Most of the time, when architects are called in to do a renovation, they must devise a way to meet their clients’ needs while preserving the character that drew them to the space in the first place. But when Lichten Craig was tapped to create a 5,000-square-foot triplex from three separate units in a glassy tower on Manhattan’s Upper East Side, the challenge was to imbue character into what was, for all intents and purposes, a series of stacked glass boxes.
“There really wasn’t anything of remarkable beauty within the apartment—mostly white walls,” says Kevin Lichten, a partner at the firm, who worked on the project with associate partner Andrew Friedman. “It wasn’t a traditional interior that might have had mahogany paneling, so there was never any talk of moldings or ‘tarting it up’ in a way. We really took inspiration from the fact that it was a modern glass building.”
The first solution came in the form of a dramatic ribbon staircase that, along with the bleached-oak chevron floors, knit the three levels together, at the same time creating a bold focal point. “We wanted the feel of one of those Paris apartments that’s been renovated but still kept the floors,” explains interior designer Michelle Gerson, who pushed for the richly hued, custom chevron pattern.
Details like a double-height media room add additional distinction, while giving the teenaged children of the London-based family a semi-private place to hang out—the expansion was, in fact, motivated by their attending schools in the United States.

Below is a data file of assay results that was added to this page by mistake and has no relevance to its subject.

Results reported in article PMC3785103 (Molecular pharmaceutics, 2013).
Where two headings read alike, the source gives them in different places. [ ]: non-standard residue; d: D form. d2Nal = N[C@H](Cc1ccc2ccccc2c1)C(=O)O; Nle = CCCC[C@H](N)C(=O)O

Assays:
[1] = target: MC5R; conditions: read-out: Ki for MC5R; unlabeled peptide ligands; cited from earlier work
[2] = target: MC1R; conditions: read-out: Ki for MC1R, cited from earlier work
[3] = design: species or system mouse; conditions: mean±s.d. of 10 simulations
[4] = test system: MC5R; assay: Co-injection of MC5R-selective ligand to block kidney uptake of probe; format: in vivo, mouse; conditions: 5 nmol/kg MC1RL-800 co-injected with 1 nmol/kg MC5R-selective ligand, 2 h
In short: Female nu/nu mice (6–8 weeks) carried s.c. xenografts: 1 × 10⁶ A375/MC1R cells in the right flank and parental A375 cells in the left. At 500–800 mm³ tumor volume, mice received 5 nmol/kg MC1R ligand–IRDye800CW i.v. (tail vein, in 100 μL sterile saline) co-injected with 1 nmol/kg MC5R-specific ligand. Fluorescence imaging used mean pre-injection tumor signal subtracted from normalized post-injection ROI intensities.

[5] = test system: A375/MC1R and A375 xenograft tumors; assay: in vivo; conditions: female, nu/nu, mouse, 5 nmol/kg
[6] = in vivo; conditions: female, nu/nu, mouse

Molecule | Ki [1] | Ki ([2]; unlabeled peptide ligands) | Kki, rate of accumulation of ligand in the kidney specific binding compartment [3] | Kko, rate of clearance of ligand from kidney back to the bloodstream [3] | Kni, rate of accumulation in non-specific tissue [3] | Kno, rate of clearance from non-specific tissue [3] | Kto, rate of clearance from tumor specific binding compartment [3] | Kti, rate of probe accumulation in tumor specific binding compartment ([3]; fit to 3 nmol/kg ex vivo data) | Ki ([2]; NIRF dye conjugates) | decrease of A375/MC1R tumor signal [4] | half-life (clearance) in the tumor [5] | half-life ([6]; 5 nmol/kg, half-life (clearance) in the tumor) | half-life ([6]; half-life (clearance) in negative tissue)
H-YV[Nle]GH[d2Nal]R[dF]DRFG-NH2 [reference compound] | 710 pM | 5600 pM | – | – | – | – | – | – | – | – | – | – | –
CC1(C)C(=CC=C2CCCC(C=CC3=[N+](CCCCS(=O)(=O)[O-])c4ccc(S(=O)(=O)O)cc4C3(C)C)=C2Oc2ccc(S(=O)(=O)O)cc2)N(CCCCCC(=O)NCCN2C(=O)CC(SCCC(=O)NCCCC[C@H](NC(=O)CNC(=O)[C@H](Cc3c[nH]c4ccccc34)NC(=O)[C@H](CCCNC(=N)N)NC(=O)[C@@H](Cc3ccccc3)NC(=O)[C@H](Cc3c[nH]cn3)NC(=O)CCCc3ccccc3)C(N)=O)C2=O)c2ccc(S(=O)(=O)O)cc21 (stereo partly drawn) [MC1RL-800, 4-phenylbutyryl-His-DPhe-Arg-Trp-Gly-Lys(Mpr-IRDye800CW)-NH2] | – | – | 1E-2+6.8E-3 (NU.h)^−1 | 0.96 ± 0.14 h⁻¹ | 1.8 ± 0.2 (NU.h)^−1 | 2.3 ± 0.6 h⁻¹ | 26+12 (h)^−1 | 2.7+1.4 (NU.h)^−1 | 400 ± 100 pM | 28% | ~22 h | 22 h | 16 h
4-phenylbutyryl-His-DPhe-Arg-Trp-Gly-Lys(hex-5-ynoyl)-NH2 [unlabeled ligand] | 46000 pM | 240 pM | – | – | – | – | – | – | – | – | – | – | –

The architects also persuaded the family to put the husband’s office on the top floor—he had initially suggested a space off the master bedroom—with a separate entrance, where he can conduct business at any hour without bothering the rest of the family or vice versa. They were similarly adamant about keeping the bedroom sacrosanct, transforming an adjacent room into a deluxe closet.
“It’s a very Zen apartment, and pretty minimal in terms of its decor,” says Lichten. “The furniture and fabrics really had to work closely with the architecture.”
Gerson used Venetian plaster, as well as antique bronze, brass and Calacatta marble accents to give the space an Old World flavor; there is also plenty of mohair and bouclé. Many of the light fixtures are vintage, or at least look it—for example, the Ted Abramczyk that hangs over the bed in the blush-toned master bedroom. Meanwhile, a French Deco fixture that the wife fell in love with, only to discover it had already been sold, was reproduced and installed in the media room.
Unfortunately, not all installations in the media room have met with such success—specifically, the skinny marble table Gerson placed behind the couch to dissuade crumbs in the cushions. “They eat on the sofa anyway,” she says.